Human genetics determines the range of our weight, and food and exercise determine where we actually fall within that range. Nowadays people perhaps compare others through their figure and dietary habits. As a result, the topic of an individual’s weight impacted by nature or nurture has attracted much attention. The nature versus nurture debate involves whether human behavior is determined by the environment, either prenatal or during a person’s life, or by a person’s genes. While some individuals believe that factors that contribute to obesity have been decided when people are born, others deem that these are formed generally in daily life and affected by circumstance. There is little doubt that there are many reasons for a person becoming obese, some of the studies have pointed to both genetic (nature) and environmental (nurture) factors as contributing. According to Fung (2012), nurture and nature can contribute to the development of obesity. He talked about how the nature vs. nurture debate is the philosophical debate about whether the basis of human obesity is caused primarily by nature or nurture. In other words, the process of nature from inborn to human nature. Nurture is usually about what is caused by our environment. In addition, the new forecast comes from a CDC and Duke University report indicated that the percentage of obese Americans will reach 42% in the next 20 years (Fung, 2012).
Frayling, a professor of human genetics at the University of Exeter, published a paper in the British Medical Journal (Fung, 2012). Based on that, he studied genetic factors for obesity and states they are more important than environmental factors. In his research study, he stated that adiposity between twins is concordant in up to 70 percent of cases and that people with two copies called FTO gene are generally heavier than those without the gene variant (Fung, 2012, para 2). In other words, obesity between twins is often the same because they share the same genes. In addition, people with obesity-related genes, especially for those who are often sedentary, are heavier than those with the gene who are physically active. He writes, “If everyone inhaled the same amount of cigarette smoke every day, the strongest risk factor for lung cancer would be a genetic susceptibility to the adverse effects of cigarette smoke.” (Fung, 2012, para 3). This means if people smoke the same amount of cigarettes a day, the risk of lung cancer is determined by genetic factors. As a result, he concludes that our DNA may be more responsible for human obesity than the environment around us.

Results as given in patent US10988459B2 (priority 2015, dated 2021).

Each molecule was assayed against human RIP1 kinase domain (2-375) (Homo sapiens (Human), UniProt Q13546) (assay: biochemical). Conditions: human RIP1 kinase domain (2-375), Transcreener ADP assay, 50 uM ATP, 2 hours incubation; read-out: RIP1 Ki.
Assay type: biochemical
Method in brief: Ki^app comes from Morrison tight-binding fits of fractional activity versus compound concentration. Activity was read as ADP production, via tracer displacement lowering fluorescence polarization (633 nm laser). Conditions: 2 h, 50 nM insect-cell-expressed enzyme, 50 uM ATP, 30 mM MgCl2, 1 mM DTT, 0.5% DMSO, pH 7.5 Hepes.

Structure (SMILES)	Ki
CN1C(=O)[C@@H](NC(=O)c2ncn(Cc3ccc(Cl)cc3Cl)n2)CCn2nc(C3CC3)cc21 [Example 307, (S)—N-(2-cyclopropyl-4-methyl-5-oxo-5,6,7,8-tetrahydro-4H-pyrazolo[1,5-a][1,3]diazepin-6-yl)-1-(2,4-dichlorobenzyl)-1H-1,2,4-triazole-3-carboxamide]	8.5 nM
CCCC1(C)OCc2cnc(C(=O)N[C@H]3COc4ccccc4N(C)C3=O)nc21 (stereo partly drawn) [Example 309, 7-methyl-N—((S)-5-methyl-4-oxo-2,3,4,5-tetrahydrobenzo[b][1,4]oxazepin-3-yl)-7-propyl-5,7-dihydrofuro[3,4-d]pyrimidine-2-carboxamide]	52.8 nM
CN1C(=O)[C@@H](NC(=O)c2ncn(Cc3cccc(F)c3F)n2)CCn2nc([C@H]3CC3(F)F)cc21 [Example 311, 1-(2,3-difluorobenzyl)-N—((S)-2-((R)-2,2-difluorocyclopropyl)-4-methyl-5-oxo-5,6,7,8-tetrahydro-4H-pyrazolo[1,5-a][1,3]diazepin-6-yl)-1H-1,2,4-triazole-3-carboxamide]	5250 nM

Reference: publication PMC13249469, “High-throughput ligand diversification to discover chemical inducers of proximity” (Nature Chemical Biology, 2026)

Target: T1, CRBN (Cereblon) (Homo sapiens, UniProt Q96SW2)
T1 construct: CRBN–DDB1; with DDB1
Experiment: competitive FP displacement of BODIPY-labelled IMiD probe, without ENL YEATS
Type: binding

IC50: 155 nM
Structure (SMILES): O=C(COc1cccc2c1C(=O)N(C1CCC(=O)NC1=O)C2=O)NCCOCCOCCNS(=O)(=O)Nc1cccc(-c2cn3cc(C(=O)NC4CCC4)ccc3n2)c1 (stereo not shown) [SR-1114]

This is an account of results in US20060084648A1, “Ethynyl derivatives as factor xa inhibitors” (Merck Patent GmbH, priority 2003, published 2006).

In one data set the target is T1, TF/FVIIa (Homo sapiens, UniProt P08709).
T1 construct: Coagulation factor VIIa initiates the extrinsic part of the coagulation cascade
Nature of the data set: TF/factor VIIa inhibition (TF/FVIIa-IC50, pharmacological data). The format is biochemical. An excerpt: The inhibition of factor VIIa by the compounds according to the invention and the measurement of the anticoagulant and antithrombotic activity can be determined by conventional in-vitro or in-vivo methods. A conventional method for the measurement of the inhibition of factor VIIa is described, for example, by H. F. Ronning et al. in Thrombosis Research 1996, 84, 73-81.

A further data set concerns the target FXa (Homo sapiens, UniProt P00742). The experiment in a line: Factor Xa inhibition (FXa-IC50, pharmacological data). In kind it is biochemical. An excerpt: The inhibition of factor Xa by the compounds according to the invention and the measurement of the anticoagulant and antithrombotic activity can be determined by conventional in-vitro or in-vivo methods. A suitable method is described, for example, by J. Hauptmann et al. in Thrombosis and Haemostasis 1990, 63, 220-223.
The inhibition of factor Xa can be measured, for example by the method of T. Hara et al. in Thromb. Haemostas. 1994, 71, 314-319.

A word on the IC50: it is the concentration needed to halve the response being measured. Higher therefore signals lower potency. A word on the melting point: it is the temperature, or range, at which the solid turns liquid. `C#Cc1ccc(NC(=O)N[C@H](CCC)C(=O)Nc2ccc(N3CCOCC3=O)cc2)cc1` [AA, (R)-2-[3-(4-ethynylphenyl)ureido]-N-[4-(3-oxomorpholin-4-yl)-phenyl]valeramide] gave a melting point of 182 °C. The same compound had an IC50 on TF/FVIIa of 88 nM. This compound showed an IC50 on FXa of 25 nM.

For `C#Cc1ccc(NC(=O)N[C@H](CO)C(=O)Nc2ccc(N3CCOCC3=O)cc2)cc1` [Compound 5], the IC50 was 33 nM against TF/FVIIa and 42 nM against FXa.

On the contrary, Wilding J, a professor of medicine at the University of Liverpool, believes the significant increase in obesity in recent years is irrelevant to genetic factors (Fung, 2012). On the BMJ reports, he indicated that the environment has more impact on obesity (Fung, 2012). Many factors greatly increase the possibility of individual obesity, especially for the high-calorie food supply in culture and the decline of physically active lifestyles. I think limited access to fresh fruits and vegetables, or meals frequently eaten away from home are also the reasons why people get obese. Although a large number of fat generating tendencies are inherited, environmental impact is inevitable. Frayling, the researcher who argues for genetics, says because the FTO gene controls appetite, putting environmental cues in place and helping adjust American eating environments will help them control their weight (Fung, 2012). However, these findings seem consistent with Wilding’s conclusion that our surrounding is a powerful determinant. I agree with Wilding’s opinion because our gene expression can be altered based on the epigenome.
This means our nature can also be expressed differently based on nurture. I think our environment influences us, including diet and human behaviors. A rapid increase in obesity in recent years is more likely to be attributable to changes in lifestyle. Lifestyle factors contributing to obesity include lack of physical activity, sedentary activities, and eating a high-calorie diet among people. In this situation, people cannot control our genes but they can control what they put in their mouths. In my opinion, individuals should try their best to limit daily intake to avoid obesity problems, especially for people whose weight is above the normal standard. On the other hand, our environment influences an individual’s diet a lot, such as fast food. Fast Food is known to be the biggest cause of obesity in America. Nowadays, if we go on the street, we can find that fast food is everywhere, the reason why fast food is so popular lies in that it is convenient. People can finish their meals quickly and spend more time doing work. Fast food indeed saves people a lot of time, but it is not good for our health. This left regular consumers of fast food prone to accidental obesity, in which they grew fat while eating portions they did not consider large.